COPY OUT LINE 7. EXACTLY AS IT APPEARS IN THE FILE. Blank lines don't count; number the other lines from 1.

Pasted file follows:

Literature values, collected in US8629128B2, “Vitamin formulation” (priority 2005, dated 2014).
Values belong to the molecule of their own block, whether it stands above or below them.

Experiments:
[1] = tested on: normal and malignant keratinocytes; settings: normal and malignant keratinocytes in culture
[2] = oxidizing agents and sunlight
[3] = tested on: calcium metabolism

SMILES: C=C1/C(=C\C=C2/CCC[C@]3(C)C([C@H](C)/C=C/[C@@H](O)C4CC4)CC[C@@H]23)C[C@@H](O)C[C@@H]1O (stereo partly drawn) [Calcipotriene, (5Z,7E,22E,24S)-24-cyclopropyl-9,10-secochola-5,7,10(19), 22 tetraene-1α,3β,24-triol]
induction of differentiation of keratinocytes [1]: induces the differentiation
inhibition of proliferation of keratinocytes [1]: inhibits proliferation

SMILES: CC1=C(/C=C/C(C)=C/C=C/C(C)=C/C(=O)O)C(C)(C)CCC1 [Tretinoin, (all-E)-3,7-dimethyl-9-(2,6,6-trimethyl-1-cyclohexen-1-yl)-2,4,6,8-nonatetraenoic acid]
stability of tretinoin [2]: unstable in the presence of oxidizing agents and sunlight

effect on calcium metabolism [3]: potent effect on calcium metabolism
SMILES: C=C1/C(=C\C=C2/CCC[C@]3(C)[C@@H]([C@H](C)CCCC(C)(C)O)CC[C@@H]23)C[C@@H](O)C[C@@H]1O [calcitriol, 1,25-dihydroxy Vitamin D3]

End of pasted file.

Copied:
SMILES: C=C1/C(=C\C=C2/CCC[C@]3(C)C([C@H](C)/C=C/[C@@H](O)C4CC4)CC[C@@H]23)C[C@@H](O)C[C@@H]1O (stereo partly drawn) [Calcipotriene, (5Z,7E,22E,24S)-24-cyclopropyl-9,10-secochola-5,7,10(19), 22 tetraene-1α,3β,24-triol]